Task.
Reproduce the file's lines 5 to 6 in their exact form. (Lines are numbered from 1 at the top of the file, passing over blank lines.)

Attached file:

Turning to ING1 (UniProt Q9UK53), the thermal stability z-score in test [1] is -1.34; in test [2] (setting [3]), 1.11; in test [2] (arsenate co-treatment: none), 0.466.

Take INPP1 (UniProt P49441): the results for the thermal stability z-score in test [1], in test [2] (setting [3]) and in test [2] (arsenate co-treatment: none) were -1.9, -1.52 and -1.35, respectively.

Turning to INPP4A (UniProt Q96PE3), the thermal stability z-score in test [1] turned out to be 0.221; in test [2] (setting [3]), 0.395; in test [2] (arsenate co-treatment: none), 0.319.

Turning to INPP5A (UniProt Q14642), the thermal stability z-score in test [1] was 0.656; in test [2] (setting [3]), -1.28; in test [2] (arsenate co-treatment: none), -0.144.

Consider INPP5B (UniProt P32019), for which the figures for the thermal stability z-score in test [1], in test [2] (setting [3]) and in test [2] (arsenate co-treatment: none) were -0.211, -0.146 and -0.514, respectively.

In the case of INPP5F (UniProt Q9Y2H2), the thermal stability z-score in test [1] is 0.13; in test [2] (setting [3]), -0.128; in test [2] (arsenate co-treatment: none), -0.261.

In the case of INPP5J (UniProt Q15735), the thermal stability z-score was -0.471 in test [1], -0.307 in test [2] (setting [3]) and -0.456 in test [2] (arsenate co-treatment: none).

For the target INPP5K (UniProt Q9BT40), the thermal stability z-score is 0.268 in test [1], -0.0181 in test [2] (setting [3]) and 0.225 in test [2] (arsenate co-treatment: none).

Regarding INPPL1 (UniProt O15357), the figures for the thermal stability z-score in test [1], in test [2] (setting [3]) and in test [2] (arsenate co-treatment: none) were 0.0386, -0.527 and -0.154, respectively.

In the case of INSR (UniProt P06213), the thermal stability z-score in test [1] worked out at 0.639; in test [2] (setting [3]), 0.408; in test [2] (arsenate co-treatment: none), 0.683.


Consider INPP5B (UniProt P32019), for which the figures for the thermal stability z-score in test [1], in test [2] (setting [3]) and in test [2] (arsenate co-treatment: none) were -0.211, -0.146 and -0.514, respectively.

In the case of INPP5F (UniProt Q9Y2H2), the thermal stability z-score in test [1] is 0.13; in test [2] (setting [3]), -0.128; in test [2] (arsenate co-treatment: none), -0.261.